Opinion: one of the most well-known modern Shakespeareans just so happens to be an Irishman, albeit one enmeshed in the English theatrical tradition
Kenneth Branagh’s latest film All Is True depicts the latter stages of William Shakespeare’s life, as he retires to Stratford-upon-Avon following the burning down of the Globe Theatre in 1613 during a performance of Henry VIII. Indeed, the film’s title riffs off the alternative title of that play. This being Branagh and Shakespeare, the film stars some of the biggest heavyweights in modern Shakespearean theatre. Judi Dench plays Shakespeare’s wife Anne Hathaway, Ian McKellen plays the Earl of Southampton (curiously depicted as much older than Shakespeare) and Branagh dons a wig and beard to play Shakespeare himself.
Branagh is perhaps one of the most renowned Shakespeareans of the modern age, if not the most renowned. His work in the 1980s and 1990s with the Royal Shakespeare Company and Renaissance Theatre Company have long been documented. He made his debut at the RSC starring in Henry V in 1984 at the age of 23, which made him the youngest Henry in the company’s history. In 1989, he brought Henry V to the big screen in which was his directorial debut: that film would earn him Oscar nominations for Best Picture and Best Director.
From RTÉ Radio 1's Arena, an interview with Kenneth Branagh about All Is True
He has played Hamlet four times on stage and screen, including his 1996 four-hour feature-length version. In recent years, he has directed himself as Macbeth at the 2013 Manchester International Festival and as Leontes in the Kenneth Branagh Theatre Company’s 2015 production of The Winter’s Tale, as well as directing Tom Hiddleston as Hamlet in the 2017 Royal Academy of Dramatic Art (RADA) fundraiser.
And that’s not to mention his film adaptations of Much Ado About Nothing, As You Like It and Love’s Labour’s Lost, his performances as Richard III and Coriolanus, and so on. The label of "the new [Laurence] Olivier" has followed Branagh around for much of his career and, given Olivier’s extensive work on Shakespeare on stage and screen, it’s not hard to see the comparison.
Trailer for All Is True
As we can see, Branagh tends to be primarily associated with Shakespeare. Shakespeare is perhaps the most famous writer in the Western canon, but he is also a ubiquitous symbol of Englishness, and of English cultural hegemony and imperialism. Branagh has long been associated and subsumed within the apparatus of English Shakespeares. Indeed, he even commenced the 2012 London Olympics by reciting "This isle is full of noises" while dressed as Isambard Kingdom Brunel and he also accepted a knighthood in 2012.
However, there is also the matter of Branagh’s Irish background, which cannot be so easily disentangled from his work. He was born in Belfast to a Protestant family in 1960 and moved to Reading at the age of 10 when the Troubles were at their height. The subject of Branagh’s Irishness, and whether Branagh can or should actually consider himself Irish, continues to be raised in the press. He famously said to an interviewer that "I feel Irish. I don’t think you can take Belfast out of the boy".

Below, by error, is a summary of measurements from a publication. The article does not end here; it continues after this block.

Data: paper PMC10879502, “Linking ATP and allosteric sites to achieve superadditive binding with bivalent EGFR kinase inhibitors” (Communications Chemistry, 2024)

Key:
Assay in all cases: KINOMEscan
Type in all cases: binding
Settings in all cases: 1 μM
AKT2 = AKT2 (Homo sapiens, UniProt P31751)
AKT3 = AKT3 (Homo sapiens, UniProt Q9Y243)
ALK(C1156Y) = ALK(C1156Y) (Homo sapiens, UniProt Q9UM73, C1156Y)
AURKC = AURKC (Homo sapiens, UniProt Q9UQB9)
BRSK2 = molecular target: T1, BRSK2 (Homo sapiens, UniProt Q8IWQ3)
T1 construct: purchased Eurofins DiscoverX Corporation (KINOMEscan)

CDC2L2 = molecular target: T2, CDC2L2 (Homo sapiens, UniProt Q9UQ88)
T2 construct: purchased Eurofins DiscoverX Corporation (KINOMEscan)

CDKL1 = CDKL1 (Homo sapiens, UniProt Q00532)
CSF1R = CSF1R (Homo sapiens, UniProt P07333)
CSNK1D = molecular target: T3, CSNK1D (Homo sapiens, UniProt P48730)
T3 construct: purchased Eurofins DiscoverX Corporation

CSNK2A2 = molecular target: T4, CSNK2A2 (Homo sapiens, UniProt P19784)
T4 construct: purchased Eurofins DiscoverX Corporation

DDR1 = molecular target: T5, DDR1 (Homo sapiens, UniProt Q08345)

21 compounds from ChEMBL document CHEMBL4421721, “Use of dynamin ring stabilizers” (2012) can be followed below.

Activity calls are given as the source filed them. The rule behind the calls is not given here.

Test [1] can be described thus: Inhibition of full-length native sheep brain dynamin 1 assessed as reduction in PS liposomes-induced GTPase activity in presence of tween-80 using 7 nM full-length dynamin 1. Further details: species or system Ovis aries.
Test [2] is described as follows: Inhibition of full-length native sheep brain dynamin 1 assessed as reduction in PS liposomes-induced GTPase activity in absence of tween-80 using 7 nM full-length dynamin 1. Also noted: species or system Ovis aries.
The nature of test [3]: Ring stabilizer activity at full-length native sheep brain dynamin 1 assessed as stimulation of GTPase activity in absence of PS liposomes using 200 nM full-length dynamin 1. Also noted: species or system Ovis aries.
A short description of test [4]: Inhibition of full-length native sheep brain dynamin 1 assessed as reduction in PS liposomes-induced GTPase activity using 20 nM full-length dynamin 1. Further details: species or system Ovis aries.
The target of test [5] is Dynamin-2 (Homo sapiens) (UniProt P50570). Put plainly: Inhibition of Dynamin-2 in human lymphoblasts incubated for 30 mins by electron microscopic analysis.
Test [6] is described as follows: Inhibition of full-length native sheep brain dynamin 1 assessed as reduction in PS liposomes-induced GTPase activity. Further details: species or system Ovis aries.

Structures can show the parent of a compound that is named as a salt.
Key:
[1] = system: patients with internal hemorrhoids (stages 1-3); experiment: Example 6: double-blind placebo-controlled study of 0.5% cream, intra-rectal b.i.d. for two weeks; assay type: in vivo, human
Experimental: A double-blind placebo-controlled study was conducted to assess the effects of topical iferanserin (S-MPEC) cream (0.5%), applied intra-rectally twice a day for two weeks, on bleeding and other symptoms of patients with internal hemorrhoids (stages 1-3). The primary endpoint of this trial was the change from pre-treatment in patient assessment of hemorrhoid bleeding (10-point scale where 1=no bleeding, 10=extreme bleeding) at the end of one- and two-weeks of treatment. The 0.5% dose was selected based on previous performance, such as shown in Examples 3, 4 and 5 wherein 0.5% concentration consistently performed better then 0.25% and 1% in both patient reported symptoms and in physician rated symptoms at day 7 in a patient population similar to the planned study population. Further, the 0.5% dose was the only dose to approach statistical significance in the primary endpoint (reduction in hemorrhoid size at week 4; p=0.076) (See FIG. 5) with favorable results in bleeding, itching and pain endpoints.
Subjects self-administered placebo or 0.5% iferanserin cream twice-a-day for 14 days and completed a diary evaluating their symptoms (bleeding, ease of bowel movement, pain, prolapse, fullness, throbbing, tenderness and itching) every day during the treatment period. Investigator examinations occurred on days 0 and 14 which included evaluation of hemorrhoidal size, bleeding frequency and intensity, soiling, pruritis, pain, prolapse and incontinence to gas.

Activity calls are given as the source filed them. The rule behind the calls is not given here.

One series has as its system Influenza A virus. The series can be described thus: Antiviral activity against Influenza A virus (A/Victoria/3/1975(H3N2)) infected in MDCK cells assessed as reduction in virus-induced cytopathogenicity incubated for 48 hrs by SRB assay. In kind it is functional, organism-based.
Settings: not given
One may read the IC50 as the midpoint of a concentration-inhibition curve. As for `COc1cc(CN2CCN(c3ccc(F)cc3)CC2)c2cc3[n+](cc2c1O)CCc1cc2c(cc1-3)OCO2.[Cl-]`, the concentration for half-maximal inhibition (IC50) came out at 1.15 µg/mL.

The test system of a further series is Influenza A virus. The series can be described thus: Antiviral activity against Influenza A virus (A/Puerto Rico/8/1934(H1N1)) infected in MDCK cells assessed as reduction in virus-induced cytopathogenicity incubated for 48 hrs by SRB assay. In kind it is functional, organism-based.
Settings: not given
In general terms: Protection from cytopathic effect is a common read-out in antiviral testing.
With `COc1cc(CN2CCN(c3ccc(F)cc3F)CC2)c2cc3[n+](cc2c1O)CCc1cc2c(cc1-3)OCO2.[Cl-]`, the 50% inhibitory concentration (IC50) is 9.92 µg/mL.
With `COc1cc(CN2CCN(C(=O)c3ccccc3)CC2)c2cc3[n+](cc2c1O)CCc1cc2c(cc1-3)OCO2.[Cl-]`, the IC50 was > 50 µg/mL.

From RTÉ 1's Six One News, Kenneth Branagh talks about the impact his childhood in Belfast had on his career as an actor and director
Branagh has spoken of the difficulty of fitting in as Irish in 1970s Reading. In a 2003 interview in the Telegraph, he said he was enormously conscious of his Irish accent and swiftly "became English at school while remaining Irish at home". It was, he says now, "a dreadfully uneasy compromise about which I suffered inordinate guilt".
Given this forced dichotomy between Englishness in public and Irishness in private – especially during a time when Anglo-Irish relations were especially tense, and when anti-Irish sentiment was particularly virulent – young Branagh’s feelings of guilt are revealing. So too are his comments about his time studying at RADA. Besides noting that "not a trace of Branagh’s Belfast accent remains", a recent Irish Times interview also features Branagh reflecting on the inclusion of ‘a "received pronunciation" exam at RADA "There was no desire to knock out our accents. But we needed to be able to speak that way if required’.
Of course, this speaks to the assumption that Shakespeare can only be spoken in Received Pronunciation, particularly within the apparatus of British Shakespearean theatrical institutions. But, as we know, a Shakespeare production doesn’t necessarily need to sound like RP in order to be adequately "Shakespearean". We need only look at Patrick Lonergan’s recent Brainstorm article on Irish Shakespearean productions to see this.
What does it mean to speak Shakespeare with an Irish accent – whether from Belfast, Dublin, Galway, or elsewhere? And – this is a larger question – how does one signify Irishness, or should one feel as if they must signify it? After all, Irishness is not a uniform entity or experience across this island.
In the case of Branagh’s Irishness, the absence of a noticeable Northern accent leads to commentary. But in the case of speaking Shakespeare, anything less than an English accent also leads to commentary. Assessing how Englishness and Irishness intersect and interact in the career and public persona of an actor such as Branagh feels considerably pertinent as the uncertainty over Brexit and the consequences the referendum has had, and may have, for Anglo-Irish relations grows. Nonetheless, the fact remains that one of the most well-known and established modern Shakespeareans just so happens to be an Irishman - but an Irishman entrenched and enmeshed in the English theatrical tradition.
The views expressed here are those of the author and do not represent or reflect the views of RTÉ